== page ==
11 Table 5. Odds Ratios by CODC Global Ratings for Acceptable Studies (k = 25) Variable/Factor Mean OR Low 95% C. I. High Q k N H² Acceptable Studies * 25 14, Confidence: Some * 24 13, High Quantity of Bias: Some * 24 13, Minimal/Little Direction of Bias: None Unknown * 18 11, Increases Treatment * 5 2, Decreases Treatment * p <.01, two-tailed. After computing the odds ratios, they were then converted to percentages representing recidivism differences. Figure 1 shows the recidivism differences that correspond to the findings from each of the three meta-analyses, for all of the studies grouped by CODC outcome rating (i.e., reject, weak, good) and acceptable studies (i.e., weak or good). Based on only the methodologically acceptable studies (k = 25), it was calculated that drug courts produce an 8.4% reduction in recidivism. Excluding studies that were rated weak and only including the best studies (i.e., good studies) showed an overall reduction in recidivism of 4%. Figure 1. Recidivism difference and 95% confidence intervals for three meta-analyses, CODC outcomes and acceptable studies. Recidivism Difference (%) Lowenkamp Wilson Latimer Reject Weak Good Acceptable -9 Effects of Treatment Quality The final analysis examined the effectiveness of drug treatment courts based on treatment quality. Only studies deemed methodologically acceptable were included in this analysis. Overall, of the 25 acceptable studies, 11 drug courts demonstrated no adherence to any of the three RNR principles, 13 courts showed adherence to one principle, and only one showed adhered to two principles. None of the drug courts showed adherence to three principles. Table 6 presents the meta-analytic summary statistics for the different levels of adherence to the principles of Risk, Need and Responsivity. The odds ratios were significantly different between the three levels of adherence (χ 2 = 14.82; df = 2; p <.05). Courts that adhered to any of the three principles were compared to those that adhered to none. The odds ratios were 9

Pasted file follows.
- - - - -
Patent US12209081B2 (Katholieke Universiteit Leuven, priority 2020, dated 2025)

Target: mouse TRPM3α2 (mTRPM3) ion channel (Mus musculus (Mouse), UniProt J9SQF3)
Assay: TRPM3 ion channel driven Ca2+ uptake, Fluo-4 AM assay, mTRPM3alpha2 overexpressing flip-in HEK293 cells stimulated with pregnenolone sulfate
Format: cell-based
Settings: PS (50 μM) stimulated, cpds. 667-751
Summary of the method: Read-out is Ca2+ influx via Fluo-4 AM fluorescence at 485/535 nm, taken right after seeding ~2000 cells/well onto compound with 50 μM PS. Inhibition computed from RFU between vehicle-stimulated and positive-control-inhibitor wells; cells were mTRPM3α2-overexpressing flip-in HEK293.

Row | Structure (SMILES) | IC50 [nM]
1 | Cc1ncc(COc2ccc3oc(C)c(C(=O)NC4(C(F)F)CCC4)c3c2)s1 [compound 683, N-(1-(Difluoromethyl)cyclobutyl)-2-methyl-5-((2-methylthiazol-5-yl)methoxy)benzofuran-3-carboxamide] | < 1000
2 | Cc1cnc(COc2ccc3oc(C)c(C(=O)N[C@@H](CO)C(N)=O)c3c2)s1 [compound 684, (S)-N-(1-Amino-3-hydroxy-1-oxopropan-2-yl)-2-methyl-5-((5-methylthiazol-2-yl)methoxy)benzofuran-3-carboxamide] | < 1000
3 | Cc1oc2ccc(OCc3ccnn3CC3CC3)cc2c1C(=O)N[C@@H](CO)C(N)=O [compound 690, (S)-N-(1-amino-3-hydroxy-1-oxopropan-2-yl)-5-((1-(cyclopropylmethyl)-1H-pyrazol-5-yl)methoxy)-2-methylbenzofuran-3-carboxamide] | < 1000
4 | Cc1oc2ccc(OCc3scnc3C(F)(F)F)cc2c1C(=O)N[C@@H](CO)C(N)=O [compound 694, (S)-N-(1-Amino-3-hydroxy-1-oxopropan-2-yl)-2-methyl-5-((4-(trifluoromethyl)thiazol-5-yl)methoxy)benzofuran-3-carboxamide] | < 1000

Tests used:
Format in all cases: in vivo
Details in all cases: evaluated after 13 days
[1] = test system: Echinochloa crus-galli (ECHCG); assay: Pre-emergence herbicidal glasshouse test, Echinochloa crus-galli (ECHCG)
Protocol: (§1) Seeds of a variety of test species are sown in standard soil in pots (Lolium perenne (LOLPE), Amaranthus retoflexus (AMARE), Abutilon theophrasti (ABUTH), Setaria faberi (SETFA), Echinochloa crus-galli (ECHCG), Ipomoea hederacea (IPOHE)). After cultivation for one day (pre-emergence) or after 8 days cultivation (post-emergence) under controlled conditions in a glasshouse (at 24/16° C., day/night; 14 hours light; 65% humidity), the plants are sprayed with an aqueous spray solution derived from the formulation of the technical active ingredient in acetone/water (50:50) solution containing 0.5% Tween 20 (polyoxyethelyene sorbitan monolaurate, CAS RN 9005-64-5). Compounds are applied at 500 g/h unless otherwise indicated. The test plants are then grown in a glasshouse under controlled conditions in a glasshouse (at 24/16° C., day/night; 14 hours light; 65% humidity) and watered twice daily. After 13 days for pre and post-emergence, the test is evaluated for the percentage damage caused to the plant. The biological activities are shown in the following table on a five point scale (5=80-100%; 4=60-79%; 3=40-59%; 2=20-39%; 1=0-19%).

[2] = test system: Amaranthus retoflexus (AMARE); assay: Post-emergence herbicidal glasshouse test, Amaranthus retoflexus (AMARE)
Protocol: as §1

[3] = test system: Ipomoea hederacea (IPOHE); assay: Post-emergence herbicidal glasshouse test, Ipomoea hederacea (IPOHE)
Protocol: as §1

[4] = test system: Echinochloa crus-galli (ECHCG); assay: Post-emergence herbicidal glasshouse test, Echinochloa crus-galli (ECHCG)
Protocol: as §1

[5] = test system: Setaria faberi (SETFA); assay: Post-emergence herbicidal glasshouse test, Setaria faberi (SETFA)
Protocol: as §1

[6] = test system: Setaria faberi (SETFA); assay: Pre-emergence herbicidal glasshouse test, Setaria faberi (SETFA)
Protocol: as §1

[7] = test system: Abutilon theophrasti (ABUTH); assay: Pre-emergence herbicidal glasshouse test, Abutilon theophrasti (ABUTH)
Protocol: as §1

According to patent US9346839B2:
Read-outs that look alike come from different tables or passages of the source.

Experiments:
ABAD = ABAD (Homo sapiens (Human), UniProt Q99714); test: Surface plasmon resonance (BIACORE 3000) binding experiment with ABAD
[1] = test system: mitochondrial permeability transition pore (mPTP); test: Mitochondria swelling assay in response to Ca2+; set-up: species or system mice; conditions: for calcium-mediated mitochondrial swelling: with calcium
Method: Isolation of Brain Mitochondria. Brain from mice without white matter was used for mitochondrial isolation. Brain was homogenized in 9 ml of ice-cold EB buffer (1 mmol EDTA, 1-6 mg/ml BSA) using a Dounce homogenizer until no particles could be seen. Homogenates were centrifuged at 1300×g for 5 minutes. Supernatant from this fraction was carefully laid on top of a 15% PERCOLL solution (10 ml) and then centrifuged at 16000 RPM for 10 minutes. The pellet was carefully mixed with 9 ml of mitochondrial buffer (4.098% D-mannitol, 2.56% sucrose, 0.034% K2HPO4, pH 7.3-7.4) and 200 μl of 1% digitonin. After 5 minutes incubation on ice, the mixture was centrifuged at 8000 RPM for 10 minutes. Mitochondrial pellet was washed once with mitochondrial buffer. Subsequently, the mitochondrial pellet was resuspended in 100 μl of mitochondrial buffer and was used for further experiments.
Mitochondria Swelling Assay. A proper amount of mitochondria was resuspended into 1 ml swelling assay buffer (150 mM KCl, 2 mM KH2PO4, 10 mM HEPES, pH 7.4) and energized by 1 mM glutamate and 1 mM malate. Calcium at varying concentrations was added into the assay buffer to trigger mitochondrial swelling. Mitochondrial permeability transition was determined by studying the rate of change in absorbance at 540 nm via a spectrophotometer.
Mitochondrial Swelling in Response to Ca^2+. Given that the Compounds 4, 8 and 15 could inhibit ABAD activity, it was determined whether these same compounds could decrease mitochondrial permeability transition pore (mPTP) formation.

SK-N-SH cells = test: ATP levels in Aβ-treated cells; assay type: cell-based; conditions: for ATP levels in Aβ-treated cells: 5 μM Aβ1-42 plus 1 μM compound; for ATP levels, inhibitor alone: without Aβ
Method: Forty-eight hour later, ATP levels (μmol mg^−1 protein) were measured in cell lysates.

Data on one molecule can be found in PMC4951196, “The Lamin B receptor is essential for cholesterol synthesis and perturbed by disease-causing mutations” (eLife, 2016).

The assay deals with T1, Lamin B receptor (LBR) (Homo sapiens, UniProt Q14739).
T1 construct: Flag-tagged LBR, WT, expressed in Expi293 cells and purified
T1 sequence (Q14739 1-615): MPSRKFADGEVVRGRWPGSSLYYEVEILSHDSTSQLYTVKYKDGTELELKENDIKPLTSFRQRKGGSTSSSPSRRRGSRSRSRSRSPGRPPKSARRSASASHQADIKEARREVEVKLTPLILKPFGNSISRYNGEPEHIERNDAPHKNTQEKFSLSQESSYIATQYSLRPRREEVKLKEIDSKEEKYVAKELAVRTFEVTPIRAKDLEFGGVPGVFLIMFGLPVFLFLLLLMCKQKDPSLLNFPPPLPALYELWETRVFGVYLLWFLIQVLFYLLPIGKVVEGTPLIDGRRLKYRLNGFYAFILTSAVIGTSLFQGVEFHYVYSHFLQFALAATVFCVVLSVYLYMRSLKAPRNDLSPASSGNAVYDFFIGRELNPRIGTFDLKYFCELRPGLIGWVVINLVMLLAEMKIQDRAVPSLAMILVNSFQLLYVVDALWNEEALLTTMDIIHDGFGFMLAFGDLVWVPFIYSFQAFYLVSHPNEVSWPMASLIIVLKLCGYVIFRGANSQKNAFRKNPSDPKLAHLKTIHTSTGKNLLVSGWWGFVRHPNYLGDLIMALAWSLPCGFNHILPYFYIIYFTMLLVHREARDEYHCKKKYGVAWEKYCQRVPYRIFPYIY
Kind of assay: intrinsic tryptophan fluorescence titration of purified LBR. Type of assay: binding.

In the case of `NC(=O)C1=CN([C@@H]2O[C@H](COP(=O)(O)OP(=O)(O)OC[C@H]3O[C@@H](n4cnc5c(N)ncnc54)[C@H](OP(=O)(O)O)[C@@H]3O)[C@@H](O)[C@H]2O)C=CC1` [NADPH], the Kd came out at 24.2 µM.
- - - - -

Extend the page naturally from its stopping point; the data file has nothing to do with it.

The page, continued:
12 significantly different (χ 2 = 6.45; df = 1; p <.05). The linear trend of increasing adherence to principles of RNR was tested and found to be significant (t = 3.05, p <.01). In other words, as adherence to RNR increased, the strength of the effectiveness of drug courts respectively increased. Table 6. Acceptable Studies and RNR Adherence (k = 25) Variable/Factor Mean OR Low 95% C. I. High 10 Q k N H² Acceptable * 25 14, RNR = * 11 5, RNR = * 13 8, RNR = RNR = 3 RNR > * 14 8, * p <.01, two-tailed. Discussion There has been some skepticism regarding the accuracy of the three recent meta-analyses assessing the effectiveness of drug courts. Major methodological issues and variability in treatment quality have been cited as two potential sources of bias in the evaluations of drug courts to date. The present investigation made use of a measure to assess study quality designed for treatment outcome studies with offenders (i.e., CODC Guidelines). Treatment quality was also evaluated by rating program adherence to the principles of effective correctional programming (i.e., risk, need and responsivity). Utilizing this method allowed for an empirical investigation of the influence of these two factors on meta-analytic estimates of the effectiveness of these specialty courts. Findings on Study Quality Using the CODC Guidelines, almost three-quarters of the studies were rejected on the basis of major methodological problems and only 25 studies were deemed methodologically acceptable (i.e., weak or good ). Only two of the acceptable studies were rated as good and none of the studies were rated strong. In other words, a vast majority of the studies used in the previous meta-analyses contained major methodological problems that were likely to have influenced interpretations of the meta-analytic findings. The results of the current study demonstrate that the drug court literature suffers from serious methodological weaknesses that limit the confidence researchers can place in the findings. Regarding bias specifically, it was found that 44% of the studies were rated as having considerable bias. When the direction of bias was known, it was almost exclusively artificially increasing the effect of the drug court program. Only three studies were rated as containing bias that decreased the effect of treatment and only a single study was rated without bias. The assessment of study quality suggests that there can be little confidence placed in the results of most of these studies as they possess considerable amounts of bias, which inflate the positive findings of the individual evaluations. Further examination of the CODC Guidelines items highlighted specific problem areas. Consistent with what has been reported in the drug court literature, program attrition emerged as a major methodological issue. Attrition rates in drug treatment court programs have been well-documented to be around 50% (Cissner & Rempel, 2005). This is similar to the findings of the present investigation, with over half of the studies reporting attrition rates greater than 49% and average graduation rates of approximately 40%. Such high attrition rates have a major impact on study quality as it becomes increasingly difficult to measure the magnitude of intervention effectiveness as dropout rates increase. The recommended strategy to handle program attrition is to use intent-to-treat analyses (CODC, 2007a; 2007b; Thomas, Ciliska, Dobbins, & Micucci, 2004). This involves using outcome information for all subjects, regardless of whether they dropped out of treatment, in the estimation of treatment effectiveness.